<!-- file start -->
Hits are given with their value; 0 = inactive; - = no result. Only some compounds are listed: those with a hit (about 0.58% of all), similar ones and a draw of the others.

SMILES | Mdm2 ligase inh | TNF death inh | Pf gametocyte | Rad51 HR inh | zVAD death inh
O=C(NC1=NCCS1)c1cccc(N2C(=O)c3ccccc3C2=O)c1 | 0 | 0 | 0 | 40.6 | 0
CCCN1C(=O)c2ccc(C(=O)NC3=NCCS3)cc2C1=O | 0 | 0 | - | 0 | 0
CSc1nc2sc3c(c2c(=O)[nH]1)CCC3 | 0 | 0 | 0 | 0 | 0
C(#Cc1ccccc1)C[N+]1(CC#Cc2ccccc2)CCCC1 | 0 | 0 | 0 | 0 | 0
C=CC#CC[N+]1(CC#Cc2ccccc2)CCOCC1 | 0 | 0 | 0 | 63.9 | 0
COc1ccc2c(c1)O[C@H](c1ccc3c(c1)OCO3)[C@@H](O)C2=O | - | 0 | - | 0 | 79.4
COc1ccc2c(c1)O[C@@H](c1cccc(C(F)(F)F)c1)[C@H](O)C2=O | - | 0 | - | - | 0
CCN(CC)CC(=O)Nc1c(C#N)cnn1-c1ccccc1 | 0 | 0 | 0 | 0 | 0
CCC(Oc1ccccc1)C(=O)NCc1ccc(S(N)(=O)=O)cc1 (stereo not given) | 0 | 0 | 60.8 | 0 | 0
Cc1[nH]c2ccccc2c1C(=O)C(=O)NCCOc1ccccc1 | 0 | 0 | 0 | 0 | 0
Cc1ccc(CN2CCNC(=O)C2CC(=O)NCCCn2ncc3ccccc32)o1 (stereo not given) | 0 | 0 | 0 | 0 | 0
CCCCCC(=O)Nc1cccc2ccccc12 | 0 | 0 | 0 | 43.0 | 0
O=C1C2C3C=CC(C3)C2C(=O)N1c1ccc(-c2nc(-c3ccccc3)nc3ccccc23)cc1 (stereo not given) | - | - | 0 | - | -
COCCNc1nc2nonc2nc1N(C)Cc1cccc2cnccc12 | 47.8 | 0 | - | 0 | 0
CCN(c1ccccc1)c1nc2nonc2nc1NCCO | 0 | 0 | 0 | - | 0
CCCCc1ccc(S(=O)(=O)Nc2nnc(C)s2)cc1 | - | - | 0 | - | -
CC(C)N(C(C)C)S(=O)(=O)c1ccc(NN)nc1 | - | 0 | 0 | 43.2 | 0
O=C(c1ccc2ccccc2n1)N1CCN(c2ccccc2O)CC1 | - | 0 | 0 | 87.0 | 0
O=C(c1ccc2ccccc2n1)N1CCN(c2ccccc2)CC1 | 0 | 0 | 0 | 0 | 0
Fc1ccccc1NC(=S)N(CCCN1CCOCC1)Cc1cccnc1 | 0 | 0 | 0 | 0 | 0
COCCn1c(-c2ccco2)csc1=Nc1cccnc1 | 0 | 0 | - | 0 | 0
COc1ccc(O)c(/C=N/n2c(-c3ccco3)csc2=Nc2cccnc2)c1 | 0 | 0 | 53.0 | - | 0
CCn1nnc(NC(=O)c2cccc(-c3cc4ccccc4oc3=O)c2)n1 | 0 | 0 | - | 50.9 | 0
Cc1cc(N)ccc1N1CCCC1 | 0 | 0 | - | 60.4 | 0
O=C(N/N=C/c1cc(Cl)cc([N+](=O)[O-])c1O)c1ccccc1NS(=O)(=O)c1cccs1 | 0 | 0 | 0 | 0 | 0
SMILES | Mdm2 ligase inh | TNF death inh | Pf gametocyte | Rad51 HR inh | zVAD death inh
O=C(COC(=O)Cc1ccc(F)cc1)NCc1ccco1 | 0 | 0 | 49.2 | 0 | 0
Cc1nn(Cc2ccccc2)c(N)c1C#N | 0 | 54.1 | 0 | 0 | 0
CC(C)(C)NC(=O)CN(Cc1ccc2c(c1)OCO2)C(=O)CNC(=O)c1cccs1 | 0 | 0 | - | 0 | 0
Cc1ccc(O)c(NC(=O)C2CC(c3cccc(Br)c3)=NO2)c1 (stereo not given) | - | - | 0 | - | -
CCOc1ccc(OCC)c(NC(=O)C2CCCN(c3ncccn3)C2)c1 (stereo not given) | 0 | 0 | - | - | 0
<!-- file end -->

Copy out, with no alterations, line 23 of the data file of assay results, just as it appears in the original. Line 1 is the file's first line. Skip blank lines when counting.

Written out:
COCCn1c(-c2ccco2)csc1=Nc1cccnc1 | 0 | 0 | - | 0 | 0